For example, the Netflix channel on the Wii is nothing more than a glorified Netflix app, and so on.
To that end, we might think of the Homebrew Channel as an app launcher channel, which means you can copy special apps and games to your SD card and launch them through the HBC.
The Wii is already a pretty versatile gaming console.
Out of the box you could play hundreds of virtual console games, which are exact replicas of older titles for systems like NES, Sega Genesis, Commodore 64, and more.
Of course, the standard warnings and disclaimers apply: any changes or modifications you perform on your Wii are completely up to you and your sole responsibility.
Channels are nothing more really than Nintendo’s version of apps.
So when you open a channel, all it’s going to do is give you extended functionality above and beyond just playing games.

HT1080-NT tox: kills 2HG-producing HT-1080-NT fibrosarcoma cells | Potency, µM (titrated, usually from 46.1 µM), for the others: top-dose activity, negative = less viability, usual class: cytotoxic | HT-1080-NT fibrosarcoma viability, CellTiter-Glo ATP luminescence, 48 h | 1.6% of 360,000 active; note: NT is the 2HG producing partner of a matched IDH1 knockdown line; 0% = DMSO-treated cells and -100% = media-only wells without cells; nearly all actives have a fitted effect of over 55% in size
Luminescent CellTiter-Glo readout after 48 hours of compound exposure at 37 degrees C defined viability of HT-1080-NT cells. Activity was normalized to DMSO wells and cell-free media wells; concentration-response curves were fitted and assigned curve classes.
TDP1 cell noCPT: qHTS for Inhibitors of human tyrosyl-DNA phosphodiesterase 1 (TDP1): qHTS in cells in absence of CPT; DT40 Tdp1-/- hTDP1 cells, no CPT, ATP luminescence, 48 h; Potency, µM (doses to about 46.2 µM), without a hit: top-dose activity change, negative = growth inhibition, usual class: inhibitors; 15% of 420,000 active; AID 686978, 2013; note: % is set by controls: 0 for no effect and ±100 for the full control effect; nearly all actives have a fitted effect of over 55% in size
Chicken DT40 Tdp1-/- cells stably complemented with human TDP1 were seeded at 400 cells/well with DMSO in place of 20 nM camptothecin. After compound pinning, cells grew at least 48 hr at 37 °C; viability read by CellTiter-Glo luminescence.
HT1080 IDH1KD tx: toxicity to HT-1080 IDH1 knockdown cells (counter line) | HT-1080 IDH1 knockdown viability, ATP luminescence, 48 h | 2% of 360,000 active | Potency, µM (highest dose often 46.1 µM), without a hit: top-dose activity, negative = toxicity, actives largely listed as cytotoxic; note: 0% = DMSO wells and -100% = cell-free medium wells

The Nintendo Wii was introduced in 2006 and, since then, over 100 million units have shipped.
So, the Wii is almost ten years old, plentiful, and with a few simple hacks, you can conceivably extend its life a few more years.
The nice thing about the Wii, however, is that it not only has a lot of great games behind it, but with a few easy modifications, it can be turned into a simple DVD player.
This is great if you want to hand the Wii down to your kids and give them a child-friendly gaming platform, but also let them watch movies as well.